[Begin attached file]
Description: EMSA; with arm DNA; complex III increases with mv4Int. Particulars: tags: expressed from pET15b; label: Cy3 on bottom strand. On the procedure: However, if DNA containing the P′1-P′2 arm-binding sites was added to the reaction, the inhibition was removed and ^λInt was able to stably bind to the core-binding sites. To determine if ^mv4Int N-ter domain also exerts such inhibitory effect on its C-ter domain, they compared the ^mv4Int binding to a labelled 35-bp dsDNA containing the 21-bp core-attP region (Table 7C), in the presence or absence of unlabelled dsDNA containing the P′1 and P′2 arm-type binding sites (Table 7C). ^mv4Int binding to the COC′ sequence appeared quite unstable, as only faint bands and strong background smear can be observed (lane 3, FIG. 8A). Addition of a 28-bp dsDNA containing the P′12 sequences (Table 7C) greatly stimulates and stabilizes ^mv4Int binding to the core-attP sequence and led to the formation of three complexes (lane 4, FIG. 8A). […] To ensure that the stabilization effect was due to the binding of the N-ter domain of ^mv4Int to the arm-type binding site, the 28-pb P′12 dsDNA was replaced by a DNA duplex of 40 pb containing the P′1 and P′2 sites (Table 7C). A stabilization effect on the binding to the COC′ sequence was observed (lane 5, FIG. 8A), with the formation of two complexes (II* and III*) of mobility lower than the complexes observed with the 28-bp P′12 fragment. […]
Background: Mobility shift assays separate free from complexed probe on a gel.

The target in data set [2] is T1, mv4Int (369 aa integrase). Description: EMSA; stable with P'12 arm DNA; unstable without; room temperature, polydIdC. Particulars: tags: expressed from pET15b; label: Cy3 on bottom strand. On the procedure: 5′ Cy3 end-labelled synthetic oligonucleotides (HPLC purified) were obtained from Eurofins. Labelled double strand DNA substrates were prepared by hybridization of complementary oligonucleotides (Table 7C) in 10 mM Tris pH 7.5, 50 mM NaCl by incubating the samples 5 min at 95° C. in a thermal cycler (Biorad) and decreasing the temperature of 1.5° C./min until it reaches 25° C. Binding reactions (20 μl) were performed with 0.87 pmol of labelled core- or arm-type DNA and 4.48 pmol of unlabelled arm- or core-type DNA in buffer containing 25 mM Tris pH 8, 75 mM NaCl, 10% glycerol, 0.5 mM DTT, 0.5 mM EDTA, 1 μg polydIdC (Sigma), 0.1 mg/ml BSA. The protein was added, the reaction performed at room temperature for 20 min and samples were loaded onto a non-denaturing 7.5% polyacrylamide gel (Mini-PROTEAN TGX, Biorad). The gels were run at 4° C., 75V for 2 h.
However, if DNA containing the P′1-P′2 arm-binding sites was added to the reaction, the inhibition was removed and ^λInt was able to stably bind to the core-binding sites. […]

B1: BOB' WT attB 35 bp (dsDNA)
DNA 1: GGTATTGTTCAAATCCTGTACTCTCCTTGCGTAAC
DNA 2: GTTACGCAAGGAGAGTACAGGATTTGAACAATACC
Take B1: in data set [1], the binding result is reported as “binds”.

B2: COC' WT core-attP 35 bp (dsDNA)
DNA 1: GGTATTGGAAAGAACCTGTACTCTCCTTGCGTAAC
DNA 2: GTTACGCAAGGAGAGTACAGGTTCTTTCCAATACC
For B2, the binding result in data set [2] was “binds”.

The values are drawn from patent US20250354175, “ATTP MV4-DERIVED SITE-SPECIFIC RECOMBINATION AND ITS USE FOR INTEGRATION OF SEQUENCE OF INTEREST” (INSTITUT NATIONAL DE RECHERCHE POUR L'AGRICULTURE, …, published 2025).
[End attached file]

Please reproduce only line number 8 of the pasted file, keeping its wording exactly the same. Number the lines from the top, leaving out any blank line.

Take B1: in data set [1], the binding result is reported as “binds”.